Pope Francis, who can talk endlessly about God’s love and mercy, also said,  “The Lord is always there waiting to give us His love; it is an amazing thing, one which never ceases to amaze me!…He is indeed waiting for you; He asks of you only the courage to go to Him.”

Go to Him.

Let Him give you the VIP treatment.

 

“God always forgives us.  He never tires of this.  It’s we who get tired of asking for forgiveness.  But He does not tire of pardoning us.” – Pope Francis

Impermeable Love and the Call to Relationship

Have you ever seen two young people who are in love? It sometimes appears that they are in their own little world. Absorbed in their love for each other, they seem unaware of what is happening around them. Their focus is solely on one another. They seem, in this state, to be floating through life.

God’s love for each one of us is like this. St. Thomas Aquinas said, “The soul is like an uninhabited world that comes to life only when God lays His head against us.”

God loves each one of us and focuses on each one of us as if there were only one of us in the world. By human standards of comprehension, this amount of love is completely incomprehensible – especially considering He loves everyone He has created, down through the ages, in this same way.

And, like young lovers in their own little worlds, God’s love is impermeable. Like this love, His love, makes us lighter, burdens fall away.

Unlike the love of young lovers though, His love never waivers. Neither floods, nor war, nor even death can take us from His love.

If we accept it, His love is the only constant – through life or death – for all eternity. When one accepts His love and surrenders in trust to God, His love is impermeable. His love encircles us and guards us.

But we must accept it. St. Augustine said, “Whether we realize it or not, prayer is the encounter of God’s thirst and ours.” It is a two-way relationship. God waits expectantly for us to accept Him and His love.

There really is no better offer – but we must trust Him – and accept the offer.

“God is indeed waiting for you; He asks of you only the courage to go to Him.” – Pope Francis

Jesus' love

New Year, New Beginnings

Everywhere I turn, I see articles about cleaning-out and organizing.  It’s “out with the old, in with the new,” as the old adage goes.

I recently read a great article by Joshua Becker, an author who promotes “minimalist living” by getting rid of all the “stuff” we don’t really need. In it, he said, “You don’t feel the weight of something you’ve been carrying until you feel the weight of its release.” What truth!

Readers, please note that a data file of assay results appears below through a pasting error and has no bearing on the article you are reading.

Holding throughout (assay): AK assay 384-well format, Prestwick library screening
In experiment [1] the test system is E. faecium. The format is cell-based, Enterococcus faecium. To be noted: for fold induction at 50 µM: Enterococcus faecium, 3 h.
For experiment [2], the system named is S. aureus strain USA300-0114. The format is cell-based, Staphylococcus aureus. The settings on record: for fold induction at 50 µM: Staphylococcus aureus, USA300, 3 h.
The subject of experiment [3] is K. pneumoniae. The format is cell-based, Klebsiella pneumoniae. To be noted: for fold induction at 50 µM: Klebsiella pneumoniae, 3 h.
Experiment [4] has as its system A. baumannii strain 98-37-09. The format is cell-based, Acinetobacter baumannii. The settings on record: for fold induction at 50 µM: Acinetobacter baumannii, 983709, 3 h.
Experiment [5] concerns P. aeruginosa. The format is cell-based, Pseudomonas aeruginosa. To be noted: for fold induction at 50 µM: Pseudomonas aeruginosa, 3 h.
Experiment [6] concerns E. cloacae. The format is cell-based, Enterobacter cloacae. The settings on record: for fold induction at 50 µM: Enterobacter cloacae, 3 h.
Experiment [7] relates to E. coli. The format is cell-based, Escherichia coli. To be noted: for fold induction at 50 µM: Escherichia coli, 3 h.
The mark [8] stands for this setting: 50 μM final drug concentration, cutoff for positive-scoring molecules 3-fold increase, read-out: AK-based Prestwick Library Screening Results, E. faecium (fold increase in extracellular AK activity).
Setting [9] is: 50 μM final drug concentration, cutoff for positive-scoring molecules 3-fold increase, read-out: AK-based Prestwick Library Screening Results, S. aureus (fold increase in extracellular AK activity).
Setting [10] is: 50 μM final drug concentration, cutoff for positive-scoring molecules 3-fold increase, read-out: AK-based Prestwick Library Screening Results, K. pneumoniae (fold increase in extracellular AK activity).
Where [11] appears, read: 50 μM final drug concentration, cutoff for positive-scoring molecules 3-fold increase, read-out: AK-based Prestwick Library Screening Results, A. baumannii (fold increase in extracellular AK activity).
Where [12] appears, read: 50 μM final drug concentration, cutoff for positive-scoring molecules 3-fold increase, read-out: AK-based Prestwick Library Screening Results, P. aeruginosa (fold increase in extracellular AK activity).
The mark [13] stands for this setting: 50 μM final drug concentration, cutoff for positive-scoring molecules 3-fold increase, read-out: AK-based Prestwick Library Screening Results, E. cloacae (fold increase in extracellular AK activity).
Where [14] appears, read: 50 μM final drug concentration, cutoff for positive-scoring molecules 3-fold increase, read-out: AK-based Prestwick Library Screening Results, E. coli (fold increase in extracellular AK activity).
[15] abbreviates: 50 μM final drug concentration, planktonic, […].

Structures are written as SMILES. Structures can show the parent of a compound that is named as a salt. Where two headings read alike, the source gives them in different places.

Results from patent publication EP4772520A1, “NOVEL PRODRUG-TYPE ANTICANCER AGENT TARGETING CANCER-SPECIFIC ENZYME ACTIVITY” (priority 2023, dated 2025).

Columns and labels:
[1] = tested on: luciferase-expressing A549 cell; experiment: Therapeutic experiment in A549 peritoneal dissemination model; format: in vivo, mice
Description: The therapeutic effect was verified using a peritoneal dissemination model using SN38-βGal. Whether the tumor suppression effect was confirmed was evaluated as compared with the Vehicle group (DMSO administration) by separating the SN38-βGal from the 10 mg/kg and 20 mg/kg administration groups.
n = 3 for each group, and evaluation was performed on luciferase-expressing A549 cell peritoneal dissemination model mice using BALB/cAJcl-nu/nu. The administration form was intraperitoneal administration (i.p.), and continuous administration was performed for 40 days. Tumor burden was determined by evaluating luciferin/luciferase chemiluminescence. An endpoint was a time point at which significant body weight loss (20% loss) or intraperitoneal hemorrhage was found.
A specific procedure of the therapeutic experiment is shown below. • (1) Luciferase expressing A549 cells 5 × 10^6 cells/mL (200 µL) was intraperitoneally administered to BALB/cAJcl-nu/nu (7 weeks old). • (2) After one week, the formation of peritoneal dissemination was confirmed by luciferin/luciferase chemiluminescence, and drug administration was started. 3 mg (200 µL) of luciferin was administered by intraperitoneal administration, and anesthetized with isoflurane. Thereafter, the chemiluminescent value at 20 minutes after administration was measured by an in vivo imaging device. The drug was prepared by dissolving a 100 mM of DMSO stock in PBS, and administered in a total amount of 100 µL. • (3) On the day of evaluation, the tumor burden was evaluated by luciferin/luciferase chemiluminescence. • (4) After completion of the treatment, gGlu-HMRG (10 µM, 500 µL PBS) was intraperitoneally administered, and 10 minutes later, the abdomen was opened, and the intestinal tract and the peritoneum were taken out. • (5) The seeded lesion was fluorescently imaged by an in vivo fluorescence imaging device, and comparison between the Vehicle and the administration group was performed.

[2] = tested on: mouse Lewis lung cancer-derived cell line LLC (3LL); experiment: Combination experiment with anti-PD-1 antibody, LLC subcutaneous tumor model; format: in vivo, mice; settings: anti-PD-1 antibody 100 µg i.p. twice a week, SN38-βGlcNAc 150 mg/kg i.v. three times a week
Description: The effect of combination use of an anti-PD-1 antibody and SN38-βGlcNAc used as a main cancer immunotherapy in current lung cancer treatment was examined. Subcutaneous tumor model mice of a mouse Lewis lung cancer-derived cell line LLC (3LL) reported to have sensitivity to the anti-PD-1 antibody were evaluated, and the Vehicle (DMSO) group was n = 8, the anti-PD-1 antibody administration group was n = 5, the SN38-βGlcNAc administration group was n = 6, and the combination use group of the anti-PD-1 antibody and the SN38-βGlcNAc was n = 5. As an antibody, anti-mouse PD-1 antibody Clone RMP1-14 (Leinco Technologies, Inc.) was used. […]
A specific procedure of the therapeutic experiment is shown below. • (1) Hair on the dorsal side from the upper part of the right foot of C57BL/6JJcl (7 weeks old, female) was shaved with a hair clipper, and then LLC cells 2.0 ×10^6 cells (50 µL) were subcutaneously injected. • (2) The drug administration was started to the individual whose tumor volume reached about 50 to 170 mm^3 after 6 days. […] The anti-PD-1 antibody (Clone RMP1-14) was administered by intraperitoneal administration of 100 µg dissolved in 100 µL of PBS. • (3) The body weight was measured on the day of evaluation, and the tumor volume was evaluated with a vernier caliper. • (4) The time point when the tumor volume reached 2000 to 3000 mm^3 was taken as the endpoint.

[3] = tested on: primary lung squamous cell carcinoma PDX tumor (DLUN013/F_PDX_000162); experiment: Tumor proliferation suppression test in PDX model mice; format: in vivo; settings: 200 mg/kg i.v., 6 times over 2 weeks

The same process of purging that he promotes for the home, can be effective for the mind and spirit too. How many things do we hold onto that clutter the mind and spirit? How often do we hold onto things spiritually that that hold us back and weigh us down? What would it feel like to live without all this “stuff” – to live freely and unencumbered?

I remember hearing a news story last year about a man in New York who, before Christmas, would open his answering machine to people to anonymously confess things that were bothering them. He said, “People sometimes really just need to get things off their chest and they feel good when they do.”  I remember thinking it somewhat odd that a fraction of what the Catholic Church has offered for centuries in the Sacrament of Reconciliation was being featured as a national news story.

Although most people don’t enjoy that “moment of truth” as they step into the confessional, the exit is always a great moment, marked by a complete freeing and unencumbering of the spirit. The beauty of the Sacrament of Reconciliation is that not only can one “get everything off ones’ chest” though, but one can also be assured that God has heard this confession and has given forgiveness. What a beautiful and profound offer!

Yet, even saints, who went to confession frequently, have sometimes forgotten just how much God offers us. Take, for example, St. Faustina. Having believed she had already offered everything to God though her vow of consecration to Christ, she asked in prayer what more she could offer. She was confounded by the response, “My daughter, you have not offered Me that which is really yours.” She continues,I probed deeply into myself and found that I love God with all the faculties of my soul and, unable to see what it was that I had not yet given to the Lord, I asked, ‘Jesus, tell me what it is, and I will give it to you at once with a generous heart.’ Jesus said to me with kindness, “Daughter, give Me your misery, because it is your exclusive property” (Diary, 1318).

God offers to take not only our sins, but even our misery. He offers to take everything that holds us back and pulls us down. It’s up to us to accept His offer though. “New Year’s” happens only once a year, but every day God offers us a life unencumbered by regrets. He constantly offers us new fullness of life, abundant in grace and blessings. It’s up to us to accept this gift though.

It’s up to us, like St. Faustina, to let go of misery and give it to God. We can place it in His hands or put it at the foot of the cross – either way, now’s the time to clean out. Go to confession. Give Him your sins. Give Him your misery. Give it to God…and let it go.

“Few souls understand what God would effect in them if they should give themselves entirely into His hands and allow his grace to act.” – St. Ignatius of Loyola

Commandments for the New Year

Discipline. Most New Year’s resolutions are all about discipline. We resolve to start working out, to start eating better, to get organized. We are determined to do better, be better.

New Year’s resolutions are widely considered to be good, socially-respected forms of self-determination.

Contrast the word “resolution” with the word “commandment,” however, and you will get a completely different reaction. Many, if not most, people bristle at the word “commandment.” Connotations of the word “commandment” include a lack of self-determination, a passive voice, and a “lording over” – unattractive connotations to most in modern society.  Many people today would probably even consider a “commandment” to be something “inflicted upon.”